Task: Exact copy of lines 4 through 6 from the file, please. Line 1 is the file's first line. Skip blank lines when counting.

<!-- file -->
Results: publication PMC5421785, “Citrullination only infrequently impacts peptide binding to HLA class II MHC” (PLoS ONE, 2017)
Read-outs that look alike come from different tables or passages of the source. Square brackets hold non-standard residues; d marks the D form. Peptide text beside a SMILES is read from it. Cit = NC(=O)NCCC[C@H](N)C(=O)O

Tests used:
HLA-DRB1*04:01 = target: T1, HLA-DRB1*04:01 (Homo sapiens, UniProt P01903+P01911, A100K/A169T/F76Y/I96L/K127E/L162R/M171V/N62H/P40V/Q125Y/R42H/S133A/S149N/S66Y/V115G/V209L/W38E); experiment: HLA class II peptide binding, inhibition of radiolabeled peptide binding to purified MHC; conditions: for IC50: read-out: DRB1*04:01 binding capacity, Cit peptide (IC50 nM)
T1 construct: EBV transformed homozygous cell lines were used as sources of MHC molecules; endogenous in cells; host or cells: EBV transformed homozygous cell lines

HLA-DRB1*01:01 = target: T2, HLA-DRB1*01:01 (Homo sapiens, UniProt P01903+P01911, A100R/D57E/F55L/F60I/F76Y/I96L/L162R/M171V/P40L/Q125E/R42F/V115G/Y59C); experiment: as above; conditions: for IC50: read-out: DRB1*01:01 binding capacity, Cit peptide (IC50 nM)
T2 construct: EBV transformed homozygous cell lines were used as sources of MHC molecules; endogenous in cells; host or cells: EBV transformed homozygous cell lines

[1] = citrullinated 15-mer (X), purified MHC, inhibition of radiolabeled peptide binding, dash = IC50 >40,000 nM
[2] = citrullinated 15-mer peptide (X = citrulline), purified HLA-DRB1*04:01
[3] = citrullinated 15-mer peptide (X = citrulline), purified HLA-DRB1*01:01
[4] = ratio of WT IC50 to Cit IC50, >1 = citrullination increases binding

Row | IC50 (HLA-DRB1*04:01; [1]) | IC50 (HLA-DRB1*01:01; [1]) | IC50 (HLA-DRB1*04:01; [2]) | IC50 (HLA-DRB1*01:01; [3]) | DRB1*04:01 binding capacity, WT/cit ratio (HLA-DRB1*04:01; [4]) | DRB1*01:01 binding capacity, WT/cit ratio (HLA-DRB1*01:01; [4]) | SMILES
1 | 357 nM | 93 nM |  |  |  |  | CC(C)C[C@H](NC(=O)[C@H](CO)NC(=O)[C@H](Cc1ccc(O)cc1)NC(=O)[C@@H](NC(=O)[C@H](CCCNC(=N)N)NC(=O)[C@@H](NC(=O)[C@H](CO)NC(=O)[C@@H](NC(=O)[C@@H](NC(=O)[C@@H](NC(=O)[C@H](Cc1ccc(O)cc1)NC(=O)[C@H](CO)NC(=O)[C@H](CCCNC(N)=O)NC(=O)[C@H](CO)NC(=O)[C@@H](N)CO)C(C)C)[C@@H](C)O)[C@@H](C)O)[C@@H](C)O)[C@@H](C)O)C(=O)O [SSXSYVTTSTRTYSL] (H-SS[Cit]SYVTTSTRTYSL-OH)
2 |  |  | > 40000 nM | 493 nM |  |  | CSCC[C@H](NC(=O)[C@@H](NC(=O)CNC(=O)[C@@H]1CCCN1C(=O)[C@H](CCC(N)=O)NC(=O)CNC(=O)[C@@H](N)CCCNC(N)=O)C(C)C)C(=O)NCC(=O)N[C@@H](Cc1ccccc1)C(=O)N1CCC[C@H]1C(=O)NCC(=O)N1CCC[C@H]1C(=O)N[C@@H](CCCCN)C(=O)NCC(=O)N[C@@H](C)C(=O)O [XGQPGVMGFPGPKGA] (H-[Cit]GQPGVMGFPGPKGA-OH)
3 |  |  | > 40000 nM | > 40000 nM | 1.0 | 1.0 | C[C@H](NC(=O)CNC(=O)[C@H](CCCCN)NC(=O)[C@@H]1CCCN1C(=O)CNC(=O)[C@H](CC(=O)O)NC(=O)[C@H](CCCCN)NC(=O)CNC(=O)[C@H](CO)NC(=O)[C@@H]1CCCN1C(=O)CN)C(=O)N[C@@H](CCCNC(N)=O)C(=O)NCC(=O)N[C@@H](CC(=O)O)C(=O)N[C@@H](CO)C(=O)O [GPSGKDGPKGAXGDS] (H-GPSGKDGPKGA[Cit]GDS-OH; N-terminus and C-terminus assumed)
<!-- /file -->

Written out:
HLA-DRB1*04:01 = target: T1, HLA-DRB1*04:01 (Homo sapiens, UniProt P01903+P01911, A100K/A169T/F76Y/I96L/K127E/L162R/M171V/N62H/P40V/Q125Y/R42H/S133A/S149N/S66Y/V115G/V209L/W38E); experiment: HLA class II peptide binding, inhibition of radiolabeled peptide binding to purified MHC; conditions: for IC50: read-out: DRB1*04:01 binding capacity, Cit peptide (IC50 nM)
T1 construct: EBV transformed homozygous cell lines were used as sources of MHC molecules; endogenous in cells; host or cells: EBV transformed homozygous cell lines

HLA-DRB1*01:01 = target: T2, HLA-DRB1*01:01 (Homo sapiens, UniProt P01903+P01911, A100R/D57E/F55L/F60I/F76Y/I96L/L162R/M171V/P40L/Q125E/R42F/V115G/Y59C); experiment: as above; conditions: for IC50: read-out: DRB1*01:01 binding capacity, Cit peptide (IC50 nM)